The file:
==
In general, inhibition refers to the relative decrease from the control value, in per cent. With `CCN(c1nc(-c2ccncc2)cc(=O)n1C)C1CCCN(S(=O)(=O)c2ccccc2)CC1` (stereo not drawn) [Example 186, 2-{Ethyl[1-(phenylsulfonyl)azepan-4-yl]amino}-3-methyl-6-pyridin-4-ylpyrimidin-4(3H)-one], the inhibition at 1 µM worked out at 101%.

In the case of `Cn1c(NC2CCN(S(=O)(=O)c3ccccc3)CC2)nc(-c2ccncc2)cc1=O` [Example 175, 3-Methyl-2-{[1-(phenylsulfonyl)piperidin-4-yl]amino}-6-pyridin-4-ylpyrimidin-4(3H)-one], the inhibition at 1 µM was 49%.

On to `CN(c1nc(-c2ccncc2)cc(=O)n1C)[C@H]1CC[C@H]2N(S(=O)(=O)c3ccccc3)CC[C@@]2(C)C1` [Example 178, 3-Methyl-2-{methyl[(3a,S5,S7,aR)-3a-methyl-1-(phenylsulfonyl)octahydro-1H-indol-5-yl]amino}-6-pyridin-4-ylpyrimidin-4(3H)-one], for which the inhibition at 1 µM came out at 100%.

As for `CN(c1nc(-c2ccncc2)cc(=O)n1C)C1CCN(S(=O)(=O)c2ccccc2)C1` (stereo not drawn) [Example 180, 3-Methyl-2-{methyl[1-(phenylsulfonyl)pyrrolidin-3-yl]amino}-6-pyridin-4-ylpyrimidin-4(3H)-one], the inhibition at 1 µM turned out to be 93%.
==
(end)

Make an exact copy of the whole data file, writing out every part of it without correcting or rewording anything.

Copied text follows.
In general, inhibition refers to the relative decrease from the control value, in per cent. With `CCN(c1nc(-c2ccncc2)cc(=O)n1C)C1CCCN(S(=O)(=O)c2ccccc2)CC1` (stereo not drawn) [Example 186, 2-{Ethyl[1-(phenylsulfonyl)azepan-4-yl]amino}-3-methyl-6-pyridin-4-ylpyrimidin-4(3H)-one], the inhibition at 1 µM worked out at 101%.

In the case of `Cn1c(NC2CCN(S(=O)(=O)c3ccccc3)CC2)nc(-c2ccncc2)cc1=O` [Example 175, 3-Methyl-2-{[1-(phenylsulfonyl)piperidin-4-yl]amino}-6-pyridin-4-ylpyrimidin-4(3H)-one], the inhibition at 1 µM was 49%.

On to `CN(c1nc(-c2ccncc2)cc(=O)n1C)[C@H]1CC[C@H]2N(S(=O)(=O)c3ccccc3)CC[C@@]2(C)C1` [Example 178, 3-Methyl-2-{methyl[(3a,S5,S7,aR)-3a-methyl-1-(phenylsulfonyl)octahydro-1H-indol-5-yl]amino}-6-pyridin-4-ylpyrimidin-4(3H)-one], for which the inhibition at 1 µM came out at 100%.

As for `CN(c1nc(-c2ccncc2)cc(=O)n1C)C1CCN(S(=O)(=O)c2ccccc2)C1` (stereo not drawn) [Example 180, 3-Methyl-2-{methyl[1-(phenylsulfonyl)pyrrolidin-3-yl]amino}-6-pyridin-4-ylpyrimidin-4(3H)-one], the inhibition at 1 µM turned out to be 93%.